16 it's your responsibility to find them.

17 MS. SINATRA: Your Honour, my question again is just a

18 confirmation. I don't think that it's in the documents that they gave me.

19 Because what they think I'm asking for is a book that's missing. I'm

20 asking if they have some evidence of a duty shift book for any other month

21 in 1995. And I will accept the Prosecution's answer. If they say they

22 don't have it, then we'll move forward. But I'm just asking for a

23 confirmation one way or the other from the Prosecutor.

24 JUDGE LIU: Yes, Mr. McCloskey.

25 MR. McCLOSKEY: Mr. President, the vast majority of material we

Page 2411

1 have from the Zvornik Brigade was obtained in a search of that brigade in

2 1998, I believe. That material, we have the original documents for. It

3 was very carefully indexed by this team, and that index has been provided.

4 And all the scans of all those documents have been provided on CD which is

5 searchable. And they have had that for, I think, years now.

6 Now, this is the first I've heard of that they want other books.

7 We've always worked well with them and tried to find things that they may

8 not be able to find. And we will, if she is looking for June, we'll make

9 sure we take a look for June. But again, that's about all I can say. I'm

10 not aware of a June book, or I'm not really aware of exactly what book she

11 is talking about. As you'll hear, there's a lot of books. And we'll try

12 to make that as clear as possible. But we'll work with them as we always

13 have and we'll try to sort it out best so that we can find these things.

14 JUDGE LIU: Yes.

15 MS. SINATRA: Thank you, Your Honour. I will try to get with the

16 Prosecutor after Court today and see if we can find that. But also I

17 think it's really important that maybe the Trial Chamber take a moment to

18 look at the request for certification because it requests a stay of the

19 proceedings before Mr. Obrenovic testifies. I know the Trial Chamber has

20 ruled on that, and since I had a ruling on my request to the Trial

21 Chamber, I'm now asking for a certification to appeal the issue.

22 JUDGE LIU: Thank you very much to draw our attention to this

23 motion for certification, and also I noticed that the proceedings this

24 morning was attached. Am I right? At the back of this motion.

25 MS. SINATRA: It was the proceedings from yesterday evening,

Page 2412

1 before we broke, and also the confidential information. Although the

2 Prosecutor has not asked us to keep it confidential, I believe that it

3 should be so.

4 JUDGE LIU: Well, Ms. Sinatra, as I told you that the Trial

5 Chamber has made a decision concerning your two motions already, and

6 yesterday we denied your two motions. And today you filed this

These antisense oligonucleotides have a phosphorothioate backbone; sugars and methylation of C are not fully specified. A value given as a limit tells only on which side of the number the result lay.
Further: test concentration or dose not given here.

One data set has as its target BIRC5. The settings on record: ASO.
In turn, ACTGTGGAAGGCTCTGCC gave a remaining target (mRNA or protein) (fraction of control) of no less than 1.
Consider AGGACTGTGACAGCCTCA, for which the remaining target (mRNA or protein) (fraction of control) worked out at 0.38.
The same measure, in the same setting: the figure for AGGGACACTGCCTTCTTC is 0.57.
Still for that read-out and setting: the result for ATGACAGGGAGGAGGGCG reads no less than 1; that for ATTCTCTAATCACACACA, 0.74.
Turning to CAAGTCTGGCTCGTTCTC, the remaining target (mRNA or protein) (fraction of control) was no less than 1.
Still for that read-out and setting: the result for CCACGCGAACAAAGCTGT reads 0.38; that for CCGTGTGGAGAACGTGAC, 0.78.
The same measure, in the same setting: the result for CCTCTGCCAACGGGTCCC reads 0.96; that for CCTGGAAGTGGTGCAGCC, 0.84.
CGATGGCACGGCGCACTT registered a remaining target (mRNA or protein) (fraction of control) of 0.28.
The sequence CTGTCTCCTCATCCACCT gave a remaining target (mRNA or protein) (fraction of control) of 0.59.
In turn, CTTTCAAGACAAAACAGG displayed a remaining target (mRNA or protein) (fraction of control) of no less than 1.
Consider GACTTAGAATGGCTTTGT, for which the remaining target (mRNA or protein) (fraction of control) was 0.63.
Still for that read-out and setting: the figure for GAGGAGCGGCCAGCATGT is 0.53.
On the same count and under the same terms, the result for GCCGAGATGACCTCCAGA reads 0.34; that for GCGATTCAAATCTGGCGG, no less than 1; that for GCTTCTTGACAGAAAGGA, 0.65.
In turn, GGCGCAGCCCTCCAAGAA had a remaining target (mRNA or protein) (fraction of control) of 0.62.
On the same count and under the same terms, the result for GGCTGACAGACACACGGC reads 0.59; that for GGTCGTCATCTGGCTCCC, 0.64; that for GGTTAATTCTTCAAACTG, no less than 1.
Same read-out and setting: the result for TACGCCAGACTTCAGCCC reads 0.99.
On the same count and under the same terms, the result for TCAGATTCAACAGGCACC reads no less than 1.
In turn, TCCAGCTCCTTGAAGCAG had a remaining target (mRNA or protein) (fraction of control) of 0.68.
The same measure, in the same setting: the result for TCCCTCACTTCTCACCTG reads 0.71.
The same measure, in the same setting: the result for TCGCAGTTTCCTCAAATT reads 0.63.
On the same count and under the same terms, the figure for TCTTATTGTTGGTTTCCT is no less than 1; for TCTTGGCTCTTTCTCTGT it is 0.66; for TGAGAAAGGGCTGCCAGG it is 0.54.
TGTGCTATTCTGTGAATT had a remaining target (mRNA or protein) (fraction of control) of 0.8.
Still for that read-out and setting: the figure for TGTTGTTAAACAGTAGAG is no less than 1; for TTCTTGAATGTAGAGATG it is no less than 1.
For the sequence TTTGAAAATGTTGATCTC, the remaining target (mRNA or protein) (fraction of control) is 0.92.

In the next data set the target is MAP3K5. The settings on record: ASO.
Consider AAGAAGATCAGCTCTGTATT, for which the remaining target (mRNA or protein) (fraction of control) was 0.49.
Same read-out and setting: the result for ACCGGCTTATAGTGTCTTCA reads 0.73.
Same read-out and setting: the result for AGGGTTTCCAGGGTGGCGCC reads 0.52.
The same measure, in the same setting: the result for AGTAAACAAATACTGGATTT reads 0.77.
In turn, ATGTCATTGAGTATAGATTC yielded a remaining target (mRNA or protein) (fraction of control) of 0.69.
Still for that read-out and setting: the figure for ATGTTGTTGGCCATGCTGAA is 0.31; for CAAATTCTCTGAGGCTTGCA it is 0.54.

7 certification for appeal, we want to know whether in these motions there's

8 something new that we should consider. But if you inform us there is

9 nothing new in this motion, I'm afraid that we could not accommodate your

10 request.

11 MS. SINATRA: Your Honour, the new information was the document

12 that I filed with the Trial Chamber this morning. I don't know if you've

13 had a chance to review the proofing notes. But also, because there's a

14 different standard to be set under Rule 73(B) which is asking for

15 certification, it's to determine whether the denial of the continuance of

16 the live testimony based on the new disclosures of potential documents

17 that have not been translated, based on the 19 new pages of debriefing

18 from the witness who is about to take the stand, that it does affect the

19 fair and expeditious conduct of the proceedings and the outcome of the

20 trial. So the test under 73(B) is different from the request we made

21 earlier. And other than the fact that we have consulted with the

22 Prosecution, the documents have not been reviewed by the Defence.

23 Mr. Stojanovic has not had been opportunity other than a cursory review of

24 70 documents to determine how relevant they are. We really don't believe

25 that it's going to be in the best interests for the defence of Mr. Jokic

Page 2413

1 to proceed with the direct examination of Mr. Obrenovic at this time.

2 And there is no new evidence here other than what I've presented.

3 I think we just need the Trial Chamber to grant or deny the certification

4 and the stay of proceedings one way or the other. I do hope the Trial

5 Chamber has reviewed the document that we filed this morning.

6 JUDGE LIU: Thank you.

7 Mr. McCloskey.

8 MR. McCLOSKEY: Very briefly, Your Honour, the proofing notes that

9 counsel's speaks of -- the proofing notes that was provided on Friday,

10 last Friday, so that is not new. Also, Mr. Stojanovic came over Monday

11 night and was able to go through the new documents, and we photocopied him

12 all the ones that he picked out from the new documents. And so I just

13 wanted to make that clear for the record.

14 JUDGE LIU: And could I ask you a question. How soon could we get

15 the translation of those documents which you believe that is most crucial?

16 MR. McCLOSKEY: We have identified the new documents, and we have

17 identified with the help of Mr. Stojanovic the ones he's interested in, so

18 by priority of what they are interested in we have asked a very urgent

19 request from the translations unit. And I don't have a time frame yet.

20 Mr. Waespi is working on that. Well, he should be working on it. I see